Giving birth is a monumental moment in any mother’s life. It doesn’t matter that 251 babies are born every minute because your own bundle of joy is the only one that matters.
Except, for Malin Stenberg, motherhood truly was a unique experience. Stenberg and her partner Claes Nilsson, both from Sweden, were part of a pioneering project which saw their baby, Vincent, be born against the odds.
Almost a year ago, Stenberg made some sort of history by giving birth after womb transplant. The baby boy was aptly named Vincent which meant “conquer.” The birth of Vincent was very encouraging for medical professionals as they saw new hope in the advancement. Doctors are now attempting to help as many people they actually can.
The 37-year-old mother, who suffers from Rokitansky syndrome, had given up hope of ever becoming a mother after she was told it was impossible for her to conceive. Stenberg was 15 years old when she was told that she didn’t have a womb, crushing her juvenile dreams of motherhood.
“I wasn’t ready to hear it, I couldn’t take it in. I thought that this means that I’ll never be able to carry a child of my own – but that is what women are made for. It felt so unfair. I loved kids and babies and I wanted to know what I had done to deserve this. I felt so alone.”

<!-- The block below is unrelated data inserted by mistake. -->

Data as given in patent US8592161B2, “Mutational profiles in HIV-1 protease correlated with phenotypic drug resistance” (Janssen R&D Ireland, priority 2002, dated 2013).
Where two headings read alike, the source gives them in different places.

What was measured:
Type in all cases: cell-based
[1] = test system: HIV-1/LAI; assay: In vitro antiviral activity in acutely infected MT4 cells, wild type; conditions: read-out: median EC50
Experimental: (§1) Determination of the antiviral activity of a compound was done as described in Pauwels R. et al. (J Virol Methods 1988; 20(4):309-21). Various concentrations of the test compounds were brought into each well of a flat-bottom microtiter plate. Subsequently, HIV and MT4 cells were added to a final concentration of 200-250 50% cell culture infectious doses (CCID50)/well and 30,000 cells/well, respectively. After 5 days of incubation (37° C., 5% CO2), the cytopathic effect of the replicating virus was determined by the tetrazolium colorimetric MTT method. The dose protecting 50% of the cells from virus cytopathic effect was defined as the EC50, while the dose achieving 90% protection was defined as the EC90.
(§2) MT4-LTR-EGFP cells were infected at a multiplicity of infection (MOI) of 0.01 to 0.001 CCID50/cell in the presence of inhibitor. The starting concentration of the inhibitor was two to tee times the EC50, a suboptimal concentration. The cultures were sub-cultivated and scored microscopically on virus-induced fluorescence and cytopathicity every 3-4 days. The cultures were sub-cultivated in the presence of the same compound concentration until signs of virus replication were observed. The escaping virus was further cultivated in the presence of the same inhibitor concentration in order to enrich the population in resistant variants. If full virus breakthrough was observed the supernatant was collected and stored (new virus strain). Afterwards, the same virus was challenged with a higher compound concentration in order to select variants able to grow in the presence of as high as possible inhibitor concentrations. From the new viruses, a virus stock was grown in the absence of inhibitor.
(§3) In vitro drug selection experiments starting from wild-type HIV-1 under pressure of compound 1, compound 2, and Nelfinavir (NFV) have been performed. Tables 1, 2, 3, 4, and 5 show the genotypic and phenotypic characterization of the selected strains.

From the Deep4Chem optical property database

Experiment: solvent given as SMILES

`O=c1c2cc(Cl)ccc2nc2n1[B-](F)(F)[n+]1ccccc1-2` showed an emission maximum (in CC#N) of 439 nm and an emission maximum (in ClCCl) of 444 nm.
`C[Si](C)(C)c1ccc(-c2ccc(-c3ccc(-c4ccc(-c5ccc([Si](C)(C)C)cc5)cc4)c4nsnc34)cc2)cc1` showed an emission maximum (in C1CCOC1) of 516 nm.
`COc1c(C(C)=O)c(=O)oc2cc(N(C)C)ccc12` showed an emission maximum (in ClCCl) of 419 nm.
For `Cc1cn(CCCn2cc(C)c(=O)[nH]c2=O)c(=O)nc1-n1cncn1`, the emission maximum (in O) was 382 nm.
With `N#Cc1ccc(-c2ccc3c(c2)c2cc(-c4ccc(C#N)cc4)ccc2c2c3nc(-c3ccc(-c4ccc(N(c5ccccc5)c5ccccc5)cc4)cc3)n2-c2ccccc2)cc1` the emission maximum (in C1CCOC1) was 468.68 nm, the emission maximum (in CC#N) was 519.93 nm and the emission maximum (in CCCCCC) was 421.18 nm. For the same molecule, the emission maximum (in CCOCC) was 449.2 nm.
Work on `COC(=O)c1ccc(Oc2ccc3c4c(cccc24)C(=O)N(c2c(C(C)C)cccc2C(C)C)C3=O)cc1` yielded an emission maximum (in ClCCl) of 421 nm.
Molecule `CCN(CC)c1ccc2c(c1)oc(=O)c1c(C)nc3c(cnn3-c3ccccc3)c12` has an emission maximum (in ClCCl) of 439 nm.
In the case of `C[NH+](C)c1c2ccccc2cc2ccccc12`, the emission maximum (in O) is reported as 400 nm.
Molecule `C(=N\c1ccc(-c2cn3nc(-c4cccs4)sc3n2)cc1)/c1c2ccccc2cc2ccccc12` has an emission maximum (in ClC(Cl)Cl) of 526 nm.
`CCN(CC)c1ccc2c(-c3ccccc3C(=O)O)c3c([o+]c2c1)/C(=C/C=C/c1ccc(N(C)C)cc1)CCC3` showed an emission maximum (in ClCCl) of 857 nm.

Womb transplants have been attempted before but all had failed, until Vincent was born. As she watched the youngster play with a toy golf set in their home near Gothenburg in Sweden, Ms Stenberg described her devastation at being told as a teenager that she suffered from MRKH syndrome, a rare genetic condition which meant she was born without a womb.
‘I wasn’t ready to hear it, I couldn’t take it in,’ she said. ‘I thought that this means that I’ll never be able to carry a child of my own – but that is what women are made for. It felt so unfair. I loved kids and babies and I wanted to know what I had done to deserve this. I felt so alone,’ she added.
Eventually, she resigned herself to a life without children and threw herself into her career as a broker in the aviation industry.
Now celebrating his first birthday, Vincent is a vision of health and happiness.
The tiny tot, with his thin wisp of blond hair and cheeky smile, is proof that there is still hope for those who cannot conceive. “Today it feels like we went from nothing at all to having this wonderful boy,” Stenberg said. “It’s more than 100 percent. We are more than happy with this. I couldn’t wish for more.”
Since Vincent, whose name is derived from the Latin ‘to conquer’, was born there have been several further successes. Four more babies – three boys and one girl – have been born via the same method, bringing hope to parent’s afflicted by pregnancy difficulties across the world.
Since the success of the project, other countries around the world have begun to commence with their own versions.
Despite their elation at becoming parents, Stenberg and Nilsson do not plan to have another child. In fact, Stenberg has had her donated womb removed for fears that a second pregnancy could be too dangerous for mother and baby.